CHIP 2021-05 Minimum Fee Rate Voting Via Versionbits

[…] a minimum relay fee adjustment mechanism driven by miner voting in block header version bits 11 and 12. This will allow hashpower to express a fee adjustment preference: increase, decrease or no change to the relay fee.

The votes would be evaluated at regular intervals by full nodes and other software such as SPV wallets. A minimum relay fee change would happen if 75% or more of blocks within the last 1,008 voted in its favor. The votes would be evaluated approximately once a week, or more exactly: whenever the block height is an integer multiple of 1,008.

Fee adjustments would be made in steps of 25% of the prior fee rate.

This is a draft of this specification. There are still plenty of rough edges, some of which I know about and may correct later today, and others on receiving your comments.

Review and feedback are appreciated!

Update 2021-06-06: updated to draft v0.2

Changes in v0.2:

  • switch to simple majority of >= 505/1008 blocks
    (to set starting fee to 1000 sat/kB when the CHIP first calculates)
  • add risk of miners rejecting the responsibility to manage relay fees
  • add risk of excessive fee rate granularity
  • add risk of reduced fee rate stability
  • update the projected fee table to use 500 sat/kB for typical txns
  • spell check fixes
  • update references, acknowledgments, timelines

Before I do a full review of this CHIP, I just want to point out something I noticed that I think is important. A big part of the CHIP process is having it serve as a guiding rail that focuses on careful consideration of economic, technical and other aspects, leaving less room for half-assery on a network that needs to serve billions of people.

In that context, I deeply appreciate that @freetrader dedicated so much space to these difficult topics that go beyond “good idea” and get into the gritty work needed to understand if the idea will work in the real world.


First I want to thank you for putting this CHIP together.

One concern I have is how the miners feel about having the responsibility to change fee policy. Is this something they want to control? Cause I foresee a couple of hypothetical scenarios that may play out if miners are responsible for the fee policy.

  1. Miners may not bother changing fee policy and will have to be pressured by users, devs, or businesses to change it.
  2. Miners may accidentally change the fee policy too low and increase the risk of spam transactions. And again they would have to be contacted by users, devs, or businesses to change it.
  3. Miners may not want this responsibility and be annoyed that they now have to micro manage fee policy and be under constant pressure from users and businesses.

(1) (2) are already accounted for under the Risk Mitigations section. I would like to add (3) to it.

Given that minrelayfees are now local (even though an observable “prevailing” default exists), how do adjustments start under this scheme?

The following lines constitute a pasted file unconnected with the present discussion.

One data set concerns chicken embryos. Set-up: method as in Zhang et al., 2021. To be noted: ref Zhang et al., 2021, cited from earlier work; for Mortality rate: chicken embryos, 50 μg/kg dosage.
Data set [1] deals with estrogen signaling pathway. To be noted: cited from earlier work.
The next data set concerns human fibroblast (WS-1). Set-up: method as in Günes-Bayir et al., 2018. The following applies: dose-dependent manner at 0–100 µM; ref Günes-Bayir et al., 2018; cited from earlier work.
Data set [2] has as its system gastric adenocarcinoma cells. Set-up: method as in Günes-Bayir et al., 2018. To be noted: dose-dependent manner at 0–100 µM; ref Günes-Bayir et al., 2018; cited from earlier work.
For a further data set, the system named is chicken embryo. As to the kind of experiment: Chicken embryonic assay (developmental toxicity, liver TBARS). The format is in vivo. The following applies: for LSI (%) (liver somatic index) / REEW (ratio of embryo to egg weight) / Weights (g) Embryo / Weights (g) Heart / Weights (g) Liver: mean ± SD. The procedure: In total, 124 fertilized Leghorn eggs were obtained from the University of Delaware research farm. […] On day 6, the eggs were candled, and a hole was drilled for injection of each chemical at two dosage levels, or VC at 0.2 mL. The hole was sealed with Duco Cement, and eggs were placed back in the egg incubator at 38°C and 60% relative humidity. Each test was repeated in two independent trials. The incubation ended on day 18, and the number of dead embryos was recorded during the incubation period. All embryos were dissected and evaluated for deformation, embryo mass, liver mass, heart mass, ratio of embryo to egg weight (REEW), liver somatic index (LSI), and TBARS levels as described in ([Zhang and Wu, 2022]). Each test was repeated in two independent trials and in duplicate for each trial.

Do we define an absolute “anchor” of some sort, perhaps at activation, of 1000sats/kb? If that is the case, it might be useful to write into specs.

In case we do have an anchor there, to determine prevailing fee from miner vote, is a given client expected to calculate current default fee from reading all the headers between that anchor and the current block (collecting all adjustment vote information), or is there some more elegant way?

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Ideas like BMP, and miners voting to decide on relay fees might work, if miners become more active participants in this ecosystem.

So far unfortunately, miners are not active and instead are just installing whatever code developers produce without giving it much thinking.

This could be useful as an helper mechanism, but will it really solve the ultimate elephant in the room-type problem? I don’t think so.

But perhaps I am wrong.

Change my mind.


In the very worst case, even if all miners are completely passive and always run default, this coordination mechanism (or something similar) will help node teams push default fee level updates at a higher frequency than the “everyone must upgrade” yearly consensus update window. You only have to persuade pools to update their software with a new default (perhaps in a new version) to change prevailing fee.

Not the most ideal situation by a long long shot, but still solves a practical problem.


Thank you for the review. I will add your point (3) to the document, it is an certainly an open question.

I very much invite miners / pools to review the document and let me / the community know what they think about it.

Perhaps something I didn’t mention explicitly is that I think they already have the infrastructure to set those versionbits, so this wouldn’t require new code on their end. And they already have experience with this kind of voting through BIPs.

They would be put into more of a deciding position w.r.t. the network fees though. But I think that even when this is used, it would be need only infrequent adjustment on their end.
How I see this mechanism being used:

  1. Either a pool comes to the decision that fees need to move itself, or via input from its customers or from discussion in the wider Bitcoin Cash ecosystem.

  2. The pool itself should be persuaded that it is in the long term interests of both BCH and itself to adjust the fees. This depends whether people present a good case for moving the fee.

  3. If the pool is not convinced of a need to change the fees, then it would simply do nothing.

  4. If the pool wants to participate in a fee movement, it should select its own a fee target (based on the discussion and taking into account their own minimum fee requirements, and hopefully comparing fees to other competitor currencies and).

  5. Every pool would decide its own fee target and set its voting direction accordingly (based on whether the target represents an increase or decrease from the current fee).

  6. Once decided, the y keep the vote setting in until the fee has dropped to at or below the target. This may take a long time. They would only need to change their voting settings if they have some internal discussion to modify the target and if they would need to vote differently to reach the new target.